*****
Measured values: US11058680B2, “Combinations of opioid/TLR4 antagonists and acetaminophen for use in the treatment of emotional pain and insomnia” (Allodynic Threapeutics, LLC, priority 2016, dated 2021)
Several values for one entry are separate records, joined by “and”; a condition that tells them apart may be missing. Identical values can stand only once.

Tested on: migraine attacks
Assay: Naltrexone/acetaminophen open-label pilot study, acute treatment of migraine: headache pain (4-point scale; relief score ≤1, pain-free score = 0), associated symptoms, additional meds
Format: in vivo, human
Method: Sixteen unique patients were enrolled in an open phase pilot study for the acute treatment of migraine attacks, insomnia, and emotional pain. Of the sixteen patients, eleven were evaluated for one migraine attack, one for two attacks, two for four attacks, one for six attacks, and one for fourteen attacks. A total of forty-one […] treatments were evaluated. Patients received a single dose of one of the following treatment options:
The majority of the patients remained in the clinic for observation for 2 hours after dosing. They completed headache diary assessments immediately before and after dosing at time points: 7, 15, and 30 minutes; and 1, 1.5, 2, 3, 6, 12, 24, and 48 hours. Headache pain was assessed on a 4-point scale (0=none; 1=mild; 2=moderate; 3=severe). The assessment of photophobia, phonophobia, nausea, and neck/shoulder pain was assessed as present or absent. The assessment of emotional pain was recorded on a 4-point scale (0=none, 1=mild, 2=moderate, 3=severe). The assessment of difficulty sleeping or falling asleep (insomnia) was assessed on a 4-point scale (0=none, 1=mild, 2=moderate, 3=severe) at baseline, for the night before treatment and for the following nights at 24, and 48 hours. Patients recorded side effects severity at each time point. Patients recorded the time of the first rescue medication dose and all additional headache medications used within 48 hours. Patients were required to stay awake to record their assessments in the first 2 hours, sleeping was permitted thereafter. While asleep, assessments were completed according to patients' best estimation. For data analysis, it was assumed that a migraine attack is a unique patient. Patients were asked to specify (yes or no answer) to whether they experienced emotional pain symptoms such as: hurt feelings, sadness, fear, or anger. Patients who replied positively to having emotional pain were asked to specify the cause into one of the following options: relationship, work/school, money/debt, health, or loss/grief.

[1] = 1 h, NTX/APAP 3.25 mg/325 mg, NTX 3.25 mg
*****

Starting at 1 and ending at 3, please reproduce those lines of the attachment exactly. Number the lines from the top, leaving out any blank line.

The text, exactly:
Measured values: US11058680B2, “Combinations of opioid/TLR4 antagonists and acetaminophen for use in the treatment of emotional pain and insomnia” (Allodynic Threapeutics, LLC, priority 2016, dated 2021)
Several values for one entry are separate records, joined by “and”; a condition that tells them apart may be missing. Identical values can stand only once.

Tested on: migraine attacks